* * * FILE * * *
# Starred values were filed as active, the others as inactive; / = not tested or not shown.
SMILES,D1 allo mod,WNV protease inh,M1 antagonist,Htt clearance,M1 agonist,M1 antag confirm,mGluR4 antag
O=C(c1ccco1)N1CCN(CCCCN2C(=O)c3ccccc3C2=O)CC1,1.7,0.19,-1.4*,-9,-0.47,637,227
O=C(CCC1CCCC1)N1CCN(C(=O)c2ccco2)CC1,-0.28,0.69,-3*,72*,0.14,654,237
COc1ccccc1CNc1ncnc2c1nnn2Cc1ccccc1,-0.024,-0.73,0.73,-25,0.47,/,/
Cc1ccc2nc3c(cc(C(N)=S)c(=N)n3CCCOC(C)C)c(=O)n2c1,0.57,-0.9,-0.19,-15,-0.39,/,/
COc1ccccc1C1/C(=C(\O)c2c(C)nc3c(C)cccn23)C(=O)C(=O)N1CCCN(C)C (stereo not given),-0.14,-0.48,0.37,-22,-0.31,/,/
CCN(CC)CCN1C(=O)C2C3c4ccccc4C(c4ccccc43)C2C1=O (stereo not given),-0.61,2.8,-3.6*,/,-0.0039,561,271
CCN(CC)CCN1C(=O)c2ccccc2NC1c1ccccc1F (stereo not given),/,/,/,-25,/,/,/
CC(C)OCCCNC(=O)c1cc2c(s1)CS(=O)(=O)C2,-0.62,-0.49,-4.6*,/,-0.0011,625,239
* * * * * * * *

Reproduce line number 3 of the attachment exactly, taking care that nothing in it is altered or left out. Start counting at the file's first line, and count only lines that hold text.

O=C(c1ccco1)N1CCN(CCCCN2C(=O)c3ccccc3C2=O)CC1,1.7,0.19,-1.4*,-9,-0.47,637,227